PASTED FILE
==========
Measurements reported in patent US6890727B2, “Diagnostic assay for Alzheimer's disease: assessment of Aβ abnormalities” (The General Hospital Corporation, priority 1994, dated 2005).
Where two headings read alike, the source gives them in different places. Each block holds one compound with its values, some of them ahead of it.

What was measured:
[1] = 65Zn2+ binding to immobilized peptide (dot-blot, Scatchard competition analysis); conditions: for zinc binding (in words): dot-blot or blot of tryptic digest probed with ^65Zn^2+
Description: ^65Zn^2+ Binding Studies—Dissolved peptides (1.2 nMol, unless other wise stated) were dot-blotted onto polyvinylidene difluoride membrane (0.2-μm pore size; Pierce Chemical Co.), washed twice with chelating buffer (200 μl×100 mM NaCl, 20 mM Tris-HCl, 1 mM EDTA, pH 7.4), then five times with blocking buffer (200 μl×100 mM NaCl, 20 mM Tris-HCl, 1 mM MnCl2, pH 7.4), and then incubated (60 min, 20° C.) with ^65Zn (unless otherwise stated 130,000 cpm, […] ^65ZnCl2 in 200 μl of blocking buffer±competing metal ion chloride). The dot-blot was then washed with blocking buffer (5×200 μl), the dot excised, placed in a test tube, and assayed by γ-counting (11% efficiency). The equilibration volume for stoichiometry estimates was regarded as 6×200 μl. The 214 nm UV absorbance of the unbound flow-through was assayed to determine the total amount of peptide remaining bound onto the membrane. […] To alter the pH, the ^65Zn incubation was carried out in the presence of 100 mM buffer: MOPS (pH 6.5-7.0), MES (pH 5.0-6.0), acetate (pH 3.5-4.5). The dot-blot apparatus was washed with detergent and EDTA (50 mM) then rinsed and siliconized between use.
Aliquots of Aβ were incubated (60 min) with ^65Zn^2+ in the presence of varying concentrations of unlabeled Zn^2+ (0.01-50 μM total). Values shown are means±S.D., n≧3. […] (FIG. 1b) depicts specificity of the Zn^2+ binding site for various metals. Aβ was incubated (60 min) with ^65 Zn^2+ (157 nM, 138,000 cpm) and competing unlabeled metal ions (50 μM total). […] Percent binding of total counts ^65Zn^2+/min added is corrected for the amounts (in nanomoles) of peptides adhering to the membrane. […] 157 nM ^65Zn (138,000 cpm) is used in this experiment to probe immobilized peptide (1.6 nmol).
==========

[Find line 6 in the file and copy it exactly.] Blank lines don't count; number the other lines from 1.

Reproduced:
Aliquots of Aβ were incubated (60 min) with ^65Zn^2+ in the presence of varying concentrations of unlabeled Zn^2+ (0.01-50 μM total). Values shown are means±S.D., n≧3. […] (FIG. 1b) depicts specificity of the Zn^2+ binding site for various metals. Aβ was incubated (60 min) with ^65 Zn^2+ (157 nM, 138,000 cpm) and competing unlabeled metal ions (50 μM total). […] Percent binding of total counts ^65Zn^2+/min added is corrected for the amounts (in nanomoles) of peptides adhering to the membrane. […] 157 nM ^65Zn (138,000 cpm) is used in this experiment to probe immobilized peptide (1.6 nmol).